Scientists have shed light on a key aspect of healthy cell division, helping build a clearer picture of the complex mechanisms involved.
Detailed analysis of the behaviour of a critical protein, known as CENP-A, has revealed two complementary processes by which the protein can be replenished to enable cells to divide.
The findings underline the protein's significance in fundamental cell division and segregation of chromosomes - packages of DNA.
Scientists sought to better understand how CENP-A can be incorporated into specific sections of chromosomes as they assemble within a dividing cell.
Previous studies had shown that CENP-A must be newly produced and deposited for each cell cycle. While several key factors are known that help target CENP-A to the right place in dividing cells, it was unclear how the protein is incorporated into the chromosome.
This latest study shows how the second step, stably integrating the protein at the correct position, involves a process known as transcription - which normally enables genes to produce their corresponding proteins.
They found that in dividing cells, transcription is repurposed to allow CENP-A to be stably incorporated at a region where pairs of chromosomes divide, called the centromere.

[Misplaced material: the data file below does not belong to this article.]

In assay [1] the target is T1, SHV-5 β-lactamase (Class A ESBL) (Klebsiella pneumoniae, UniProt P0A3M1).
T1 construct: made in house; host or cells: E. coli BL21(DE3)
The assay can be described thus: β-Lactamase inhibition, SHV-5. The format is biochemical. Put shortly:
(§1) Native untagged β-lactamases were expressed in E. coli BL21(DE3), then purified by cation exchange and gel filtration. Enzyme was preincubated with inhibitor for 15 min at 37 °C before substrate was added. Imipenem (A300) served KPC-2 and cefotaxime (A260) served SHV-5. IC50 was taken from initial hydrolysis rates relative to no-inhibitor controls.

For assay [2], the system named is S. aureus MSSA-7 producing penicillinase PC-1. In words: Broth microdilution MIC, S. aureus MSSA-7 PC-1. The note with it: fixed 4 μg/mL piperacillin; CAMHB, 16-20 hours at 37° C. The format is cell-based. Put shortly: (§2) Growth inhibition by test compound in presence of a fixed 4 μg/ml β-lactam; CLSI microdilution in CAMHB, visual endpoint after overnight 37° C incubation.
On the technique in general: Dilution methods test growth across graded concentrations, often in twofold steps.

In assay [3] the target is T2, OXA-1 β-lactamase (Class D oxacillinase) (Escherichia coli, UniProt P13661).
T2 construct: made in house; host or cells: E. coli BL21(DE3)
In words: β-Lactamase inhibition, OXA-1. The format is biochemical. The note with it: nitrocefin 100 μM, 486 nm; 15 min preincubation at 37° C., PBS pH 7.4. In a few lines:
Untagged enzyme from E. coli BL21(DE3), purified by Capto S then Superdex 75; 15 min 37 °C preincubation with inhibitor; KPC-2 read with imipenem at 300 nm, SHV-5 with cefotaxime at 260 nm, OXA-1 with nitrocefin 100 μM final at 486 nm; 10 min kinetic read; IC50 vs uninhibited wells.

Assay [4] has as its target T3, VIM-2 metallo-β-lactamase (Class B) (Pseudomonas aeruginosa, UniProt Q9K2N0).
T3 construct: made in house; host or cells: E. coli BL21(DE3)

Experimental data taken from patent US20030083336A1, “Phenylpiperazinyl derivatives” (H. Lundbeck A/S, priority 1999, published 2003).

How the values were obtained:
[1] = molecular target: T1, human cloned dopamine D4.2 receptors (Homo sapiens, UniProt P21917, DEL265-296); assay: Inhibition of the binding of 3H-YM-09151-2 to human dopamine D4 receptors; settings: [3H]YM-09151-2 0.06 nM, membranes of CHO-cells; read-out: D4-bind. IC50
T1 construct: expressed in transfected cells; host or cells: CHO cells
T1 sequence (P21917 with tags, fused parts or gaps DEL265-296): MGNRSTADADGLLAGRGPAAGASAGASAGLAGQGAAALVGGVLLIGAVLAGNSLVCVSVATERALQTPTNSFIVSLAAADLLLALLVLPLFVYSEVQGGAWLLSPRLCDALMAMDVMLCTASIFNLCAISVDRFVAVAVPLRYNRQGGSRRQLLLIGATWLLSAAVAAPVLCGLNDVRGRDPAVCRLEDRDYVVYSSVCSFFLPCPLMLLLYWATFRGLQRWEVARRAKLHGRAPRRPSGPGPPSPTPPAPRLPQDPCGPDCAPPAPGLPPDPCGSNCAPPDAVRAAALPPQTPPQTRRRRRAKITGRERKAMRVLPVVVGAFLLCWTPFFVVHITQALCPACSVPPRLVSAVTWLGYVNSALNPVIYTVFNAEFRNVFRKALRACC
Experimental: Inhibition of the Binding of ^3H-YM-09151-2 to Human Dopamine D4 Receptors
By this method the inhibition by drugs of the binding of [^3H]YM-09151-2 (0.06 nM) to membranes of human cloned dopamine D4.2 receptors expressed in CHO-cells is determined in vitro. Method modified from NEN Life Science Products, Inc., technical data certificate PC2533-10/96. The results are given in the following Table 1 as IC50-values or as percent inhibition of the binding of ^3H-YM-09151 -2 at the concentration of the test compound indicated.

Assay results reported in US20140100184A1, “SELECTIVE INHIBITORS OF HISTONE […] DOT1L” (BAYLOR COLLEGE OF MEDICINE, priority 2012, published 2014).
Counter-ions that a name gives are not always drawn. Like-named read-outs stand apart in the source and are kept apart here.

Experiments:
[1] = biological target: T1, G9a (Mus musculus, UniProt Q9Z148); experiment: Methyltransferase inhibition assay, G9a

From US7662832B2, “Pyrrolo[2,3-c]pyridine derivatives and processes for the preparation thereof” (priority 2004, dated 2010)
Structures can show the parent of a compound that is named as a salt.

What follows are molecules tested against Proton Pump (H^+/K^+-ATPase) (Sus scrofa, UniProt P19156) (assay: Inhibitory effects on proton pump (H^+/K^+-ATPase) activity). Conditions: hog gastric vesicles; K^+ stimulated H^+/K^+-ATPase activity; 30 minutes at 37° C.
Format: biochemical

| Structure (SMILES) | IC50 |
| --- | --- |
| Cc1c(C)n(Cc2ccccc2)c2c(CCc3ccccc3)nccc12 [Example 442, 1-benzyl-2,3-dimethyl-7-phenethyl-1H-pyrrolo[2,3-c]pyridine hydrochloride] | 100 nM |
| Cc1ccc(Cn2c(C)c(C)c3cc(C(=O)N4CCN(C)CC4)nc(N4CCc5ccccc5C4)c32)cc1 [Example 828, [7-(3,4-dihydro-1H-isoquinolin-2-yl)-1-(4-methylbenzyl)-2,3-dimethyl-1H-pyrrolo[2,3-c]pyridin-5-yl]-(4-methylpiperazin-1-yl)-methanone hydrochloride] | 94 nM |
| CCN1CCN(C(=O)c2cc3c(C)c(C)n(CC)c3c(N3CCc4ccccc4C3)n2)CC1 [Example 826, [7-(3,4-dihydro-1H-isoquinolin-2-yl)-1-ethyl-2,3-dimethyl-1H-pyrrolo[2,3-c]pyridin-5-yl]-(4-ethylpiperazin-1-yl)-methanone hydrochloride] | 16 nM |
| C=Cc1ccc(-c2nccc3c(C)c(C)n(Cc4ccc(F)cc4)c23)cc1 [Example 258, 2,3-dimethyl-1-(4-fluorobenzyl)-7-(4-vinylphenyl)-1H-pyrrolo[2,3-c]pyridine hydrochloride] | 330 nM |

Transcription requires remodelling of the material that makes up chromosomes - known as chromatin. This is key for CENP-A to become stably attached to the centromere.
Both of these processes act in conjunction to replenish CENP-A. Targeting directs the protein to the right position, while remodelling opens up chromatin - essentially making space for CENP-A to move in, researchers say.
Their study, funded by Wellcome, was published in the Journal of Cell Biology.
Patrick Heun, a senior researcher in the University of Edinburgh's School of Biological Sciences, who led the study, said: "Understanding the loading of CENP-A in cell division has been a challenging problem for some time, with conflicting ideas about how dividing cells make room for this essential component. Although we cannot yet fully answer this question, our latest work provides strong evidence for complementary mechanisms involving transcription-induced remodelling to deposit CENP-A in dividing cells."